Seniors must complete all YVC courses that will be required for graduation by the end of the senior winter semester (March 15). YVC spring quarter usually ends June 15 and is after ZHS graduation, hence that credit cannot be counted for required credits/classes.)

High School vs. College A comparison for Running Start students 


Personal Freedom in High School


Personal Freedom in College


Your time is usually structured by others.

You manage your own time.

You can count on parents and teachers for guidance and   to remind you of your responsibilities

You will be faced with new moral and ethical decisions.   You must balance responsibilities and set priorities.

You will usually be told what your responsibilities are and   corrected if your behavior is out of line.

You're old enough to take responsibility for your   decisions and their consequences.

High School Classes


College Classes

The school year is 36 weeks long; some classes extend   over both semesters and some do not.


The academic year is divided into three separate 10 or   11 week quarters, plus 3 days at the end of the quarter for final exams.

Teachers carefully monitor class attendance.

Some instructors factor attendance into final grades;   some do not take attendance at all.

You are provided with textbooks at little or no cost.

You must budget $200 or more for textbooks each quarter.  

Studying in High School

Studying in College

Study time outside of class can be as little as 2 hours   per week, and this may be for last-minute test preparation.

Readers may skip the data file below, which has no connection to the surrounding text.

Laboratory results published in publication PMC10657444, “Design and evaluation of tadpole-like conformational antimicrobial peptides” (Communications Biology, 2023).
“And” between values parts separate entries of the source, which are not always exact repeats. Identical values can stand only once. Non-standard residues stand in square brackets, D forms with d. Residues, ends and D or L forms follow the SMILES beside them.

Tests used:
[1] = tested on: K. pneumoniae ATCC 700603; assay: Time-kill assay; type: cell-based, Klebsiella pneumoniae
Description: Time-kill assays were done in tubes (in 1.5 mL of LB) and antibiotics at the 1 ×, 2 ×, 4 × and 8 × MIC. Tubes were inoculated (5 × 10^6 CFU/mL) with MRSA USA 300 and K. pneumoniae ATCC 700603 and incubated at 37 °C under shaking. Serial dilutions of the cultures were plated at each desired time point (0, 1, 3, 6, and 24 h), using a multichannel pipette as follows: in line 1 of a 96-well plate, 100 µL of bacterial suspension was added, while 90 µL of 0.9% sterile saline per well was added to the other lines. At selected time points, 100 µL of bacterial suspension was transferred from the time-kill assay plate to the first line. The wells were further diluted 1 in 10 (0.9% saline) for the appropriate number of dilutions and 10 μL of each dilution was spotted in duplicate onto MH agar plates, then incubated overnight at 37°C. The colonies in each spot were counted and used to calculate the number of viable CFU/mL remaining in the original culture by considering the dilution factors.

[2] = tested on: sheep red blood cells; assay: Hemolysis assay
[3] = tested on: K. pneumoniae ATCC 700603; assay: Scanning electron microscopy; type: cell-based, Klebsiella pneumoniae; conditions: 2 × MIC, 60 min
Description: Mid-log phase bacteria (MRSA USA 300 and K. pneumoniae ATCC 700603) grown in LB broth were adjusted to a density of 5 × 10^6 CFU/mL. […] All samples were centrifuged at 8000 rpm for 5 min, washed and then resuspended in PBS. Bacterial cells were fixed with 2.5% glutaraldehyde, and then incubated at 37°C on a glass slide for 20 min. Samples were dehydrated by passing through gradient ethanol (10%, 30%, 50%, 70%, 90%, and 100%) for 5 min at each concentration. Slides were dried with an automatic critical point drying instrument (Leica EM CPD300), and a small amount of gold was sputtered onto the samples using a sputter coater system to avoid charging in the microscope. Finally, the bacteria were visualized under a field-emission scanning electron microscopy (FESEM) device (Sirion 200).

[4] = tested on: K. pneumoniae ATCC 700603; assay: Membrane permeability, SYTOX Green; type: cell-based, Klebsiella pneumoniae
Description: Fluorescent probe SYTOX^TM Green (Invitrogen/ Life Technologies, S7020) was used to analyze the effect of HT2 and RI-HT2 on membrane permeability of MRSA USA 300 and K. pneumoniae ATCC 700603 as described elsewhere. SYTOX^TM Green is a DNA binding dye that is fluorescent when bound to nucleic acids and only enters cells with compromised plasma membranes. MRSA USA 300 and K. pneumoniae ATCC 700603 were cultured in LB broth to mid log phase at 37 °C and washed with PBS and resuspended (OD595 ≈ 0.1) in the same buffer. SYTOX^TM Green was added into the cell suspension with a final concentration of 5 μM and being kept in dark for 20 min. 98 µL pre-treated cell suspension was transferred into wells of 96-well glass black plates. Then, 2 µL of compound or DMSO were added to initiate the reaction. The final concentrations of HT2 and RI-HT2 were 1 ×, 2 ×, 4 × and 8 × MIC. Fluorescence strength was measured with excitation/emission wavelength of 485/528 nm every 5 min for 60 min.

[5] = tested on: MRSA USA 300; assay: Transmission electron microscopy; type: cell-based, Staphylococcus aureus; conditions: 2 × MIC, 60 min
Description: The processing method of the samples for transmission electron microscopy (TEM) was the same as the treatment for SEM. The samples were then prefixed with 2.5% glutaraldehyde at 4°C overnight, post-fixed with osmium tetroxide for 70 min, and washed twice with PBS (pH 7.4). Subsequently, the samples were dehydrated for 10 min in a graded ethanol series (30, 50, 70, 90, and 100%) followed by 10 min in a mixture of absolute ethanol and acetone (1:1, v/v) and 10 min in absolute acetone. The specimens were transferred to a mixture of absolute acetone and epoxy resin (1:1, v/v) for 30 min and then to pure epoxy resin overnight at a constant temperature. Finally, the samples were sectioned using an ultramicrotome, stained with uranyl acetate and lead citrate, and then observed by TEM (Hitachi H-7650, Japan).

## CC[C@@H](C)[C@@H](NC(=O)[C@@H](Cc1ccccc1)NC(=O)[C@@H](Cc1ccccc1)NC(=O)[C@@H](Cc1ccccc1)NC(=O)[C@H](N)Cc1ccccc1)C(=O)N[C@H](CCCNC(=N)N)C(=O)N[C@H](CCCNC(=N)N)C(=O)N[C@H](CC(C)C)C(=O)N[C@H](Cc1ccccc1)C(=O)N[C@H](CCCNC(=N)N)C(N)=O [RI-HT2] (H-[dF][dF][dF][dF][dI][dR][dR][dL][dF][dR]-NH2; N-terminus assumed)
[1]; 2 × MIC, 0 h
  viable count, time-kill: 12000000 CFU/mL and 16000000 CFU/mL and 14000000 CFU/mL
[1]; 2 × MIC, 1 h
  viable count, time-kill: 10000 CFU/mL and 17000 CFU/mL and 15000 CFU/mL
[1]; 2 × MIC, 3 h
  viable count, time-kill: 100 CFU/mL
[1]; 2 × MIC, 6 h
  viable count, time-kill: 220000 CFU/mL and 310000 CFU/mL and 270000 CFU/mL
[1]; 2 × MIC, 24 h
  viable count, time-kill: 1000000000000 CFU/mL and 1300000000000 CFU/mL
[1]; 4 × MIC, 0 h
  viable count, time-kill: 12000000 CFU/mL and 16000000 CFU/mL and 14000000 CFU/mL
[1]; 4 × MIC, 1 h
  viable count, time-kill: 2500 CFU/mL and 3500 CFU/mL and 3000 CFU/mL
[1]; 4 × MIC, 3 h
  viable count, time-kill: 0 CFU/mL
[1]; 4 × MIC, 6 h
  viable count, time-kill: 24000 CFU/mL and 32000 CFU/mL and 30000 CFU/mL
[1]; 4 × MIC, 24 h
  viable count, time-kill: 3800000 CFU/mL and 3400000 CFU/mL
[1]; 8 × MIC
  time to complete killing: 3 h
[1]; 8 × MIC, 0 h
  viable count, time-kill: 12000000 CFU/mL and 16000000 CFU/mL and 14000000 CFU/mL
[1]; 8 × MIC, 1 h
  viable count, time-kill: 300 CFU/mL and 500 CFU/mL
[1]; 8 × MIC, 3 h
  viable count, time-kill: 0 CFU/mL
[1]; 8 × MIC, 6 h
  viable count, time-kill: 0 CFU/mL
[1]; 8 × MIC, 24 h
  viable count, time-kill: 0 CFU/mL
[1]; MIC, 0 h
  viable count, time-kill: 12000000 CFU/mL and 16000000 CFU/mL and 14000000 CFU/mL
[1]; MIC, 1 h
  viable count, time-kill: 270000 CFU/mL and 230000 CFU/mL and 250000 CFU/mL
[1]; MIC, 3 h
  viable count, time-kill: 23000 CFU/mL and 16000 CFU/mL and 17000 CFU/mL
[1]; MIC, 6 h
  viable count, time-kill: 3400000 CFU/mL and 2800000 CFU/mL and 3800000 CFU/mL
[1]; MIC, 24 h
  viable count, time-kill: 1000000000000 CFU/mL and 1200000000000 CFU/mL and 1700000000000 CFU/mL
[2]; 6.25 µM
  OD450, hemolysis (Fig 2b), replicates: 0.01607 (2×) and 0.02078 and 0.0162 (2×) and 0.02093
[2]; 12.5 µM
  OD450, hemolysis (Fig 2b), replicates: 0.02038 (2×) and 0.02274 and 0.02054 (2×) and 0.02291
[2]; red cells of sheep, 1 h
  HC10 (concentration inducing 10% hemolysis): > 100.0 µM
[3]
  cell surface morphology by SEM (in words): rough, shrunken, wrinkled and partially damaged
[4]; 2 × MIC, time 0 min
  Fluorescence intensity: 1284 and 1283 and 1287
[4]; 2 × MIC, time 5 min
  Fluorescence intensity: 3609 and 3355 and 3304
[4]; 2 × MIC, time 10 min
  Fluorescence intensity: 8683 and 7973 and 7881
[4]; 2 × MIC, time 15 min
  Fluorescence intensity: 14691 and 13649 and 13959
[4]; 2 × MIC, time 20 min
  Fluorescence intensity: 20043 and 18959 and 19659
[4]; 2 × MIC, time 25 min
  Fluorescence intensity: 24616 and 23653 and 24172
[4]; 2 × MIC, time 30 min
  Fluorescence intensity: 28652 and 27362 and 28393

You should plan to study as long as it takes outside of   class throughout the quarter to achieve mastery. You will need to review   class notes and assignments regularly.  This is generally 2 hours per class per day.

Class participation is often all that is necessary to   learn what is needed.

Substantial reading and writing assignments may not be   directly reviewed in class.

You are usually told in class what you need to learn   from assigned readings.

It's up to you to read and understand the reading   assignments. Lectures and other assignments presume you have already done so.  


High School Teachers

College Teachers

Teachers approach you if they believe you need   assistance.


Most instructors expect you to initiate contact if you   need assistance.

Teachers provide you with information you missed when   you were absent.

Teachers often write information on the board to be   copied into your notes.

Instructors expect you to get notes from classmates for   information you missed.

Good note-taking skills are a must; instructors expect   you to identify the important points.


Tests in High School

Tests in College

Frequent tests covering small amount of material.


2 or 3 tests per quarter, may be cumulative, covering   large amounts of material.

Teachers may rearrange test dates to avoid conflict with   school events.

Instructors in different courses usually schedule tests   without regard to the demands of other courses or outside activities.

Grades in High School

Grades in College

Consistently good homework or "extra credit"   may raise your overall grade when test scores are low.

Grades on tests and major papers usually comprise most   of the course grade.

Initial low test grades may not have an adverse affect   on your final grade.

Generally, all tests contribute substantially to your   final grade. A low initial test is a "wake-up call".

Effort counts. Teachers reward a good-faith effort.

Results count. Instructors expect quality work.